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pp. 121-150

IN AUGUST 1862, THE NEWLY PROMOTED MAJOR GENERAL SIMON BOLIVAR BUCKNER reached East Tennessee, emerging through the mountains after spending months locked away in a Union prison. Although he had been captured after surrendering Fort Donelson to his friend Ulysses S. Grant, Buckner’s solid reputation remained intact. His refusal to avoid surrender, unlike his immediate...

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William Preston’s Civil War

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pp. 151-178

HIS BIOGRAPHER CALLS WILLIAM PRESTON “KENTUCKY’S LAST CAVALIER,” AN HONorable title that could describe any number of other sons of the Bluegrass State who fought for the Lost Cause.¹ Preston, however, has as good a claim to the moniker as any other Kentuckian of similar stature. He was one of those Civil War rarities, a political general who caused no great disasters and...

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An Irish Confederate: Brigadier General Joseph Finegan of Florida

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pp. 179-220

THE IRISH SOLDIER, BOTH NORTH AND SOUTH, PLAYED AN IMPORTANT ROLE IN THE American Civil War. Irish soldiers took part in epic battles, in turning points of the war, and in many minor and forgotten skirmishes. They served as privates, noncommissioned officers, officers, and even generals in both armies. Many, no doubt, believed in the cause of their section; many became disillusioned...

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“It Was Perfect Murder”: Stephen D. Lee at Ezra Church

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pp. 221-246

ON JULY 28, 1864, MAJOR GENERAL WILLIAM T. SHERMAN HEARD THE THUNDER presaging yet another Confederate attack on his army, the third in eight days. A staff officer rode up and reported that the Confederates had attacked his one-time command, Major General Oliver O. Howard’s Army of the Tennessee. Unlike many generals, Sherman welcomed news of the attack, barking...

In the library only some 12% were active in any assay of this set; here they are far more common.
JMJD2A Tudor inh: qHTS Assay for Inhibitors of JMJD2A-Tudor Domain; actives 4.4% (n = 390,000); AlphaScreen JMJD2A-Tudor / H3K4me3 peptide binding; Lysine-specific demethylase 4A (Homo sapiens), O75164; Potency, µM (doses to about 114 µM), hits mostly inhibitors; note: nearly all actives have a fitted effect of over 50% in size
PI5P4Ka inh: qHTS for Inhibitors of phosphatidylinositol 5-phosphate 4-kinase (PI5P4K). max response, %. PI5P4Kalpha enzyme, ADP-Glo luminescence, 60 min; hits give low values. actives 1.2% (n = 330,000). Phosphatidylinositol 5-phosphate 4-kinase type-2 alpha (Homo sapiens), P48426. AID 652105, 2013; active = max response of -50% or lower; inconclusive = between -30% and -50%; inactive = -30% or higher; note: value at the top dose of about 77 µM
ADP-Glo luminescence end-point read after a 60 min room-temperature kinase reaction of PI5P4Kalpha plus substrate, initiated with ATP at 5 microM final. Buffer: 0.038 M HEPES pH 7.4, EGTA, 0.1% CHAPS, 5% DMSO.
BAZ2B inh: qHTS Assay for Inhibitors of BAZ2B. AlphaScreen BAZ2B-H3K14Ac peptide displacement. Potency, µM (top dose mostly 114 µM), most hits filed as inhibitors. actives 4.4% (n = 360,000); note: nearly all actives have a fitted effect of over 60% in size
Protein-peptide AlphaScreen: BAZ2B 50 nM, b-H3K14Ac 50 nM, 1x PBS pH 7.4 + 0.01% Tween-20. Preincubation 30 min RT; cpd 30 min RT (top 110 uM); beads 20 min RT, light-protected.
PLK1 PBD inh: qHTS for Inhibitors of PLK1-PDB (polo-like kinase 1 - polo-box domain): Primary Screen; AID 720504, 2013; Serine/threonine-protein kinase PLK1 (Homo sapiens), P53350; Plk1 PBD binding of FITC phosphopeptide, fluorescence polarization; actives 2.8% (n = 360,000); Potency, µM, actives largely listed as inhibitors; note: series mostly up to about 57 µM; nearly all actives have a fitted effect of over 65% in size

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Hiram Bronson Granbury: From Chattanooga to Franklin

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pp. 247-275

THE MORNING OF NOVEMBER 25, 1863, DAWNED DISMAL AND HAZY FOR THE CONfederate Army of Tennessee outside Chattanooga. Major General Patrick Cleburne’s Division held the extreme Confederate right atop Tunnel Hill, and little did the Irishman know that it was precisely at this point that Union commander Major General Ulysses S. Grant intended to break the Confederate...

Appendix: Confederate Armies in the Western Theater

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pp. 277-281

Bibliography

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pp. 283-302

Contributors

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pp. 303-305

Index [Includes Back Cover]

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pp. 307-314


E-ISBN-13: 9781572337909
E-ISBN-10: 1572337907
Print-ISBN-13: 9781572337534
Print-ISBN-10: 1572337532

Page Count: 336
Illustrations: 10 halftones, 18 maps, 1 line drawing
Publication Year: 2010

Volume Title: Confederate Generals in the Western Theater
Series Title: The Western Theater in the Civil War
Series Editor Byline: Gary D. Joiner, Series Editor